Provided by: nas_1.9.4-6_amd64 bug


       nasd - Network Audio System server


       nasd [:listen port offset] [-option ...]


       nasd  is the generic name for the Network Audio System server.  It is frequently a link or
       a copy of the appropriate server binary for driving the most frequently used server  on  a
       given machine.


       The server is usually started from /etc/rc or a user's startup script.

       When  the  Network Audio System server starts up, it takes over /dev/audio.  Note, that if
       ReleaseDevice is set to TRUE [default] in the nasd.conf file, nasd will relinquish control
       of  the  audio  device  whenever  it has finished playing a sound.  This means you can use
       other non-NAS applications when nasd is running, as long as nasd isn't currently playing a
       song.   If  ReleaseDevice is set to FALSE in the nasd.conf file, applications that attempt
       to access /dev/audio themselves will fail while nasd is running.


       The Network Audio System server supports connections made  using  the  following  reliable

           The server listens on port 8000+n, where n is the listen port offset.

       Unix Domain
           The  X server uses /tmp/.sockets/audion as the filename for the socket, where n is the
           display number.


       All of the Network Audio System servers accept the following generic command line options.
       Options  specific  to  a particular server may also be available, and are not listed here.
       Try 'nasd -?' for a list of those options, if available.

       -aa     Allows any client to connect.  By default, access is allowed only to authenticated

       -local  Allows  only  clients on the local host to connect.  By default, access is allowed
               to local and remote hosts.

       -v      Enable verbose messages.  This option overrides the nasd.conf file setting.

       -V      Print version information and exit (ignoring other options).

       -b      Fork a child to run in the background and exit (daemon mode).  Messages  are  sent
               to syslog instead of stderr.

       -d n    Enable debugging output at level n, where n is a positive integer.  The higher the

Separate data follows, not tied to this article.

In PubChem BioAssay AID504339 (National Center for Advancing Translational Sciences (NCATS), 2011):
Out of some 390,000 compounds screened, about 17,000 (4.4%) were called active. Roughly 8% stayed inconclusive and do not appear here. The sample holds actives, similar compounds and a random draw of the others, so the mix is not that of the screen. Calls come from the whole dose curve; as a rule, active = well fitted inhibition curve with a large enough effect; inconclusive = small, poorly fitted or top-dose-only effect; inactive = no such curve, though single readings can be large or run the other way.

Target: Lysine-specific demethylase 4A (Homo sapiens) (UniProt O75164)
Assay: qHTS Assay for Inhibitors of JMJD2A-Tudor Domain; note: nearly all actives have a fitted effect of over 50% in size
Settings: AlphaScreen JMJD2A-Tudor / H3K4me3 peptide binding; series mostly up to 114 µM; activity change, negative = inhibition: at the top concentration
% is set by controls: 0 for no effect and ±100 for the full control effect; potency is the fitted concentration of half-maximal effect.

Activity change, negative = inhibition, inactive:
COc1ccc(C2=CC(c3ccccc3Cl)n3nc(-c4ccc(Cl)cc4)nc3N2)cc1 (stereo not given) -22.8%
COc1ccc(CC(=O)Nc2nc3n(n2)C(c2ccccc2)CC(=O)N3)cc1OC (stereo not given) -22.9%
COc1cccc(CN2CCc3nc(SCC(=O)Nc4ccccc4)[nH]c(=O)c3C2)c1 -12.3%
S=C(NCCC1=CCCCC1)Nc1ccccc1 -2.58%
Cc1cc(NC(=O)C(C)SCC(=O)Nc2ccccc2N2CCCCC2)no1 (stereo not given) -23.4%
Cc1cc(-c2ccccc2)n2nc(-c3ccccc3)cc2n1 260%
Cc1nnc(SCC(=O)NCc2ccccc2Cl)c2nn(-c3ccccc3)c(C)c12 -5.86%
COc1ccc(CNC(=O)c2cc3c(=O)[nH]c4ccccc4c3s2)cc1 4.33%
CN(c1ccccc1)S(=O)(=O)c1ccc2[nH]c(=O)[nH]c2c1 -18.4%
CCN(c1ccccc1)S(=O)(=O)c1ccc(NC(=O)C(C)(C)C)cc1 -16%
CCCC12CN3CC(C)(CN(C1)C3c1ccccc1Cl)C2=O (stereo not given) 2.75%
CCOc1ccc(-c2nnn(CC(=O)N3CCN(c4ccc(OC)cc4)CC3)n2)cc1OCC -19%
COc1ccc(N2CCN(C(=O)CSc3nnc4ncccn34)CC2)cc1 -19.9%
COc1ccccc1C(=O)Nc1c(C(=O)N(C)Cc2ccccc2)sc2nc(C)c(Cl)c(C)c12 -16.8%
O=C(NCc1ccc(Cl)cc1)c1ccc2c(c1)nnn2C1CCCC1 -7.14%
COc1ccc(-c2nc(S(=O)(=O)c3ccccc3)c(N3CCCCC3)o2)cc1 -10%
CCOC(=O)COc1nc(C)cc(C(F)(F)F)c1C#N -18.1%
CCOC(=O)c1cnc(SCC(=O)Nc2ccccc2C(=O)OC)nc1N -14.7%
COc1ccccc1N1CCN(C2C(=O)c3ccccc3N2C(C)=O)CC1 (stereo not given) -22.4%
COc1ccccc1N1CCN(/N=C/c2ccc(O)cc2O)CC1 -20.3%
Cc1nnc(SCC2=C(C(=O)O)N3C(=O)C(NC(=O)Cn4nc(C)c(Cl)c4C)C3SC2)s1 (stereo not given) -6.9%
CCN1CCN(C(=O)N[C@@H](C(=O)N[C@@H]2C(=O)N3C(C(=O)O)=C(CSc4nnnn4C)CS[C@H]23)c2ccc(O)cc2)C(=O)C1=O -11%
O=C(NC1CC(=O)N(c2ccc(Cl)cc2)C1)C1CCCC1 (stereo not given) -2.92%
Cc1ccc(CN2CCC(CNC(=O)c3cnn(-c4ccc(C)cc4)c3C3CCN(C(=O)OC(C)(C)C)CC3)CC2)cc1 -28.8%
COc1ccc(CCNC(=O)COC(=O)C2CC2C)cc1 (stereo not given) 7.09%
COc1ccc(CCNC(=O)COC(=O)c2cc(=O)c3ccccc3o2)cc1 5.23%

level, the more output you will get.  A value of 0  [default]  disables  debugging
               output.  This option overrides the nasd.conf file setting.


       -nopn [default]
               Enables  or  disables  Partial Networking.  Enabling Partial Networking allows the
               server to start, even if the server cannot establish all of its well-known sockets
               (connection points for clients), but establishes at least one.

       -config file
               Use the config file file, instead of the default (/etc/nasd/nasd.conf).


       The Network Audio System server attaches special meaning to the following signals:

       SIGHUP  This  signal  causes  the  server  to  close  all  existing  connections, free all
               resources, and restore all defaults.

       SIGTERM This signal causes the server to exit cleanly.

       SIGUSR1 This signal is used quite differently from either of the above.  When  the  server
               starts,  it  checks  to  see if it has inherited SIGUSR1 as SIG_IGN instead of the
               usual SIG_DFL.  In this case, the server sends a SIGUSR1  to  its  parent  process
               after it has set up the various connection schemes.


       Too numerous to list them all.


       /tmp/.sockets/audio*          Unix domain socket


       /dev/audio                    Audio device


       nas(1), auinfo(1), auplay(1), auctl(1), nasd.conf(1)


       If  au  dies  before  its clients, new clients won't be able to connect until all existing
       connections have their TCP TIME_WAIT timers expire.

       The current access control support is weak at best.


       Copyright 1993, Network Computing Devices, Inc.


       The Network Audio System server was originally written by Greg Renda and Dave Lemke,  with
       large amounts of code borrowed from the sample X server.

       The  sample  X  server was originally written by Susan Angebranndt, Raymond Drewry, Philip
       Karlton, and Todd Newman, from Digital Equipment Corporation, with support  from  a  large
       cast.   It  has  since been extensively rewritten by Keith Packard and Bob Scheifler, from